Community Supported Agriculture in Metro Area

Discussion in 'Homesteading Questions' started by dla, Sep 12, 2004.

  1. dla

    dla Well-Known Member

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    356
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    Jun 13, 2004
    Location:
    Damascus, Maryland
    I am interested in planning now for a subscription-type CSA, and am interested in input from folks who have been there.
    A little background -
    We live in a suburb of Washington D.C. called Damascus in Maryland on land which has been set aside for agricultural use. We have about 50 acres of cleared, rolling hills which have been farmed by a tenant farmer for years.
    Of course the D.C. suburbs are a sprawling mess, and we are not an easy drive from the District itself, but there are plenty of suburbanites nearby with relatively deep pockets. There are definitely people who are interested in knowing a bit more about where their food comes from and having a chance to feel connected with a "country" life.
    We have a bit of time to plan and get established, so I'm not in a hurry.
    But I would like a farm which works something like this:
    Next year we plant a row of blueberry bushes and get a tiller for the tractor or ATV, and try planting a row or two of something we like (sweet corn or green beans)
    The following year we set up some a row of raspberry vines and learn about a few more crops.
    In seven years or so, we have 10-15 families who pay up front for a share of whatever grows, come what may. My bumper crop or lost crop is theirs too. Their working contribution would stay very small, except that they would have to come harvest whatever part was theirs. They might have a day or two when we'd allow picnicing by the creek, or a get discount on horse-riding lessons (my daughter is starting this).
    Sorry for the long post, but I wanted to give you an idea of what is flying through our heads.
    Any ideas?
    I would be so appreciative of any input,
    Thanks, Debbie
     
  2. Jena

    Jena Well-Known Member

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    Aug 13, 2003
    Those suburbanites might want to know where their food comes from and they might go for a csa, but they aren't going to come pick their own. They are too busy.

    I'd do the csa, with you doing the picking, then you can also have a u-pick in addition to that.

    Jena
     

  3. dla

    dla Well-Known Member

    Messages:
    356
    Joined:
    Jun 13, 2004
    Location:
    Damascus, Maryland
    My friend joined an organic food coop, and they had all sorts of wild and crazy veggies to eat all summer.
    I'm much more interested in berries and bumper crops, like tomatoes and green beans and varieties of peppers and corn.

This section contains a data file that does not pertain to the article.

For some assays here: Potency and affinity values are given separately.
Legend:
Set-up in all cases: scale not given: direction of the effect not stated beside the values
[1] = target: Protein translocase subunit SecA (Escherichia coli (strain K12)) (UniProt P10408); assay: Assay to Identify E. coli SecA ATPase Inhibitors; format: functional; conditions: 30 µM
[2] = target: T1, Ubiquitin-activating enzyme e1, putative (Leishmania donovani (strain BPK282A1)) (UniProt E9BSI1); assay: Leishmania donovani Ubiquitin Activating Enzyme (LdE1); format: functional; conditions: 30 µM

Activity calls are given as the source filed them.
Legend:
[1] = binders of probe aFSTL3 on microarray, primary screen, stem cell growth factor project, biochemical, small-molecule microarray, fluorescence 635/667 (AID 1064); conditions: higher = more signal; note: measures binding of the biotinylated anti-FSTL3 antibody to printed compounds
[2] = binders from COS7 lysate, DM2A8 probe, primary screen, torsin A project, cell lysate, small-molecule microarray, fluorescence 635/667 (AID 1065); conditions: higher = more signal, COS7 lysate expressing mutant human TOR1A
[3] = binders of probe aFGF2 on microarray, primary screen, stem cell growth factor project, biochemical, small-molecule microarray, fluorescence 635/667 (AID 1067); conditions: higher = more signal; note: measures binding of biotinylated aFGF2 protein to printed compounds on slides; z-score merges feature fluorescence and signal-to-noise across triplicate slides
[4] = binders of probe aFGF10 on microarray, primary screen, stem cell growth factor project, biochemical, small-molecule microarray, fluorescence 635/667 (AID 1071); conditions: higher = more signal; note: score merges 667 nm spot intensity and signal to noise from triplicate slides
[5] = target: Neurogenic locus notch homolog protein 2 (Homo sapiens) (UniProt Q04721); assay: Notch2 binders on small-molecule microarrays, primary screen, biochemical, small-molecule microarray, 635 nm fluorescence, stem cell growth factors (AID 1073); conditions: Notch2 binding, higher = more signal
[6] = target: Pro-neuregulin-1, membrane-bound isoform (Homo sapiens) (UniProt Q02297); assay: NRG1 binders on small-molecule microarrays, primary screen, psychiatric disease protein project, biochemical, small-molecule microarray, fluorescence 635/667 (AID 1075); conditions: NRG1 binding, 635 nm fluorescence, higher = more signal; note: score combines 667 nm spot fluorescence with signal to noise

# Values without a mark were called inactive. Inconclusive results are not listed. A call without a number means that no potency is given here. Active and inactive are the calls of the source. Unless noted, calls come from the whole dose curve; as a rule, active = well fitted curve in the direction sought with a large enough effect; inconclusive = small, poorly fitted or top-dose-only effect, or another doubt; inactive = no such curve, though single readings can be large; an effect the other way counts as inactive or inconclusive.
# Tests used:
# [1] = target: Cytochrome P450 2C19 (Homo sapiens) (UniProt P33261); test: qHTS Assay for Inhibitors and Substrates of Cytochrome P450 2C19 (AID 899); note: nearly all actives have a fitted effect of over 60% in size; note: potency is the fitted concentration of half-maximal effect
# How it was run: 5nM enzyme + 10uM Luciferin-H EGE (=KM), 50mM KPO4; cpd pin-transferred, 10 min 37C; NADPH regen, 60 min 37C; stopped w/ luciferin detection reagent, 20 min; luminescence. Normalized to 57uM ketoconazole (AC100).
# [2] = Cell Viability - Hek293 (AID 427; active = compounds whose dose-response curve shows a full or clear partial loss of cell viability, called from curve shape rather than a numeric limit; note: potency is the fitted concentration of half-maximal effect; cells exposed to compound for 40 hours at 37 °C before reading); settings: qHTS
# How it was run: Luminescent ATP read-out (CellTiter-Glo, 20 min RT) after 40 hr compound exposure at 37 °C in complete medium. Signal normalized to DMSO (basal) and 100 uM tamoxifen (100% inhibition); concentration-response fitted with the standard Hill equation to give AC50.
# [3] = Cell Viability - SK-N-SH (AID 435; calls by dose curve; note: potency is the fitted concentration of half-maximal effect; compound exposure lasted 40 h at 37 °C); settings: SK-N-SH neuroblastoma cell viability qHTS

I'd rather deal with fewer families and supply more foods (like eggs).
    Any other thoughts?
     
  4. ajaxlucy

    ajaxlucy Well-Known Member Supporter

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    Location:
    Indiana
    The CSA I know allows subscribers to pick up their food once a week at the farm or, for a small fee, will deliver boxes of food once a week to agreed-on drop-off points in the cities nearby, such as a natural foods market. Several times a year they organize farm tour and picnic days. They also offer subscribers a bulk foods buying coop, for foods they don't grow, like rice and oats.
     
  5. Hank - Narita

    Hank - Narita Well-Known Member

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    Aug 12, 2002
    We had real good luck with cukes this year; also lots of tomatoes, okra, melons, blackeyed peas, bell peppers, eggplant, strawberries, squash, onions, lettuce, chard. Find out what everyone likes the best and grow those things first.
     
  6. Laura Workman

    Laura Workman (formerly Laura Jensen) Supporter

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    Location:
    Lynnwood, Washington
    I've looked into this, and learned that U-pick arrangements are a real liability. City folks don't know what ripe food looks like, and they don't know how to get it off of the vine (or tree, or bush, etc.) without damaging the mother plant, thereby cutting your harvest by a significant measure. Just one reason picking your own produce is a good idea.
     
  7. fin29

    fin29 Well-Known Member

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    Location:
    Maine
    Yup. Keep them out of your garden, unless you plant a special section just for that. A PYO strawberry place around here plants about an acre in peas. No trellises or anything, the plants just lie on the ground. They produce well and they provide a rotational crop to rest the land from the strawberries a bit. Like Jena said, the members won't find the time, and you'll be stuck coordinating work, etc. if they do. Work shares are great in theory, but they really suck in practice a lot of the time.

    Food for thought-rent out your tractor work until you're really sure of this and you're working at least 2 or 3 acres. At $30-50 an hour, it takes a lot of hours to equal one payment on a tractor, and the risk is all on the operator of the equipment. My tractor guy busted his PTO shaft last year when he hit some ledge in our field-I sent him home with his $200 for the work, and he had some major repairs to do on the tractor.

    Also, in our CSA, we feed six households (about 25 people) plus our family of 4 on 1/4 acre with plenty to spare, so that might give you an idea of how little space it can take with careful planning, rotation, and attention to your soil. Also consider starting with crops that are less labor intensive. Peas, beans, cherry tomatoes, and berries are time stealers. We do them all, but more because we love to eat them. Berries should also be an additional cost to the CSA member in my opinion, albeit at a reduced rate.